Director Peter Donald has been able to run the group in spite of lots of difficulties- always aware of doing the right thing by abiding by Covid19 rules, but with the group’s interests at heart.  He achieved this by having smaller groups arriving at the shelter sheds at differing times, often with one or two singers from one group, doubling up to sing in the next group. This was needed as some of the parts had low numbers.  We did manage to sing a combination of new and older songs at each sitting.   Then, last week came the news that we were all waiting for- ‘Rehearsal allowed back at the Club! Monday Night saw some resemblance of normality return to the group.  That was when Novatones Chorus met back at Club Charlestown and the general feeling was of relief! It certainly was good to be back singing together, out of the cold, windy and wet outside-conditions, like in the photo above.

 We realise that we have a lot to catch up on and perhaps have not progressed as much as we could have during the difficult isolation period, so it was good to see a strong rollup at our first session back at the Club and to see everyone being enthusiastic towards getting back to our common passion of singing together in harmony!

Mark Henley Novatones Committee  Newcastle NSW


Sydney Harmony in isolation

Sydney Harmony in isolation
Type of post: Club news
Posted By: Dick Bushell
Status: Current
Date Posted: Sat, 20 Jun 2020

While we have been unable to sing together in-person since mid-March, we have been busy working on new songs and refining some of our established repertoire at our weekly online Zoom rehearsals.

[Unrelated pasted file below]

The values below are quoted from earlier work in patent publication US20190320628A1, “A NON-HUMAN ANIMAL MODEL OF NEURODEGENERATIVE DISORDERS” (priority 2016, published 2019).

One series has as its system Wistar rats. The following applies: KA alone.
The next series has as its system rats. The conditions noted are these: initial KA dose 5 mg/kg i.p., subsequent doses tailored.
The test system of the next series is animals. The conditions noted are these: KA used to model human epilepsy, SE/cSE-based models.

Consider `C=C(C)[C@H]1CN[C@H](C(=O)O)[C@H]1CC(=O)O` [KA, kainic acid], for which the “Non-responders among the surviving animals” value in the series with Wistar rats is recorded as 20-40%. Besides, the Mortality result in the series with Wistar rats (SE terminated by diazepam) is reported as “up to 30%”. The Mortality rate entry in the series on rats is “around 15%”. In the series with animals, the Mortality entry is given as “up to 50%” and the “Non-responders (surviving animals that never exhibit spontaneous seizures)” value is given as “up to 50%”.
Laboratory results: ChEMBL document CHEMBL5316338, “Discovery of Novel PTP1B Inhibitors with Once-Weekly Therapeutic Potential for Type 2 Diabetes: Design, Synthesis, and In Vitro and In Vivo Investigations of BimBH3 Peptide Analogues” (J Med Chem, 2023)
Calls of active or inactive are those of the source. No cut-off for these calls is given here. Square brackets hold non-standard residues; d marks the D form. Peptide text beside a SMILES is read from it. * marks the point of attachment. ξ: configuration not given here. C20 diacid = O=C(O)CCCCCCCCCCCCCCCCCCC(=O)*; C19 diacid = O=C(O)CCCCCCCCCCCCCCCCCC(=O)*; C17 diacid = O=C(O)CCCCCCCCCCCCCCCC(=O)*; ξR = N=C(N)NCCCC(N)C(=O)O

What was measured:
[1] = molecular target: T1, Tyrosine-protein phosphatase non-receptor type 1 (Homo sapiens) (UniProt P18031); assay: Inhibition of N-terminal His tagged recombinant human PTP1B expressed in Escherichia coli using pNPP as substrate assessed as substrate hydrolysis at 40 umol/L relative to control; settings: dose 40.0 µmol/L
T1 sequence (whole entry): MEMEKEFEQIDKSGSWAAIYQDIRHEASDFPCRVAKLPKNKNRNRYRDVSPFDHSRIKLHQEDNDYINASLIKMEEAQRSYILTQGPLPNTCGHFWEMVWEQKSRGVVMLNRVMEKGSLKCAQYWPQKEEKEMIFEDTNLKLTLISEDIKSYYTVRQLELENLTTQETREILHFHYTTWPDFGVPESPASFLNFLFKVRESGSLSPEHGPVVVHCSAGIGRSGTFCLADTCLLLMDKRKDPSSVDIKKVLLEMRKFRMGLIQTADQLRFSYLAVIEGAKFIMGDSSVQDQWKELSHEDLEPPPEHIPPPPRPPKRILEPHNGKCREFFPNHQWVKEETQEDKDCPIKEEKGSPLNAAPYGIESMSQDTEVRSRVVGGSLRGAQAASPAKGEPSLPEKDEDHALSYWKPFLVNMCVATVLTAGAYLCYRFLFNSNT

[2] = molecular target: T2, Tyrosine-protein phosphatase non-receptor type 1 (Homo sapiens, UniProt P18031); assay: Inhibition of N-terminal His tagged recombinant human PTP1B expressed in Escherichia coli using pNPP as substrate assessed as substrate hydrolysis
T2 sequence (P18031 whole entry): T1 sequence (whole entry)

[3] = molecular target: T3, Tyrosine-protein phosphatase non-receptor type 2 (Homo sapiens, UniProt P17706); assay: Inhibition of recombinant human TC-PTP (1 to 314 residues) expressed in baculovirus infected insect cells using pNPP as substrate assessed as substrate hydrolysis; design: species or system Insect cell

In May we began the process of producing our first "virtual chorus" video. We asked all our guys to record audio of themselves singing along to a guide track made especially for this project. Once all the tracks were submitted and synchronised, we then got everyone to video themselves singing along to the completed track. Our resident film student Liam Dwyer then did a superb job on the video production. We are so proud of how it turned out!

So for our first isolation project we'd like to share our "at home" version of The Irish Blessing, a song that we’ve sung at the end of each rehearsal for 20 years but now has become even more relevant to us all in these times. We hope you enjoy it. 
https://youtu.be/5ZqncOA-AJ8


BREAKING NEWS: In April the City of Sydney announced that they were going to release an extra $7.5 million to help fund local Arts and Community groups who would be struggling during the COVID-19 lockdown. Sydney Harmony submitted an application and we’ve just received confirmation from the Lord Mayor that our application was successful! We are so stoked! The grant will allow us to purchase new music and to produce more “virtual chorus” videos while we are unable to sing together. The aim is to help us with member retention through the lockdown period - and hopefully with membership expansion once we get through this difficult time.

We can only recommend to all barbershop groups across the country to be vigilant and pursue any opportunities you may come across for funding that may be offered by National, State or Local government authorities. As musicians, as singers - we are a vital part of the community. And we are worthy.

May the Road Rise to Meet You!

Tony Sykes
Sydney Harmony VP Music















High Altitude Harmony

High Altitude Harmony
Type of post: Club news
Posted By: Dick Bushell
Status: Current
Date Posted: Sat, 20 Jun 2020

Well, it drags on doesn’t it. Listening to the members of the entertainment and music world on the TV and radio it seems as though we are going to be the last members of the Australian public that will be allowed to resume singing and entertaining.

In our last article I wrote about our attempts to rehearse via Zoom to try and provide some continuity for our chorus. Most of our members have been attending rehearsals with a few exceptions, mainly due to bad internet connections.

At Fireside Chat last week I asked those attending if they would mind putting their thoughts on this new way of doing things on paper to share with our barber shop mates. Here are a few of their thoughts.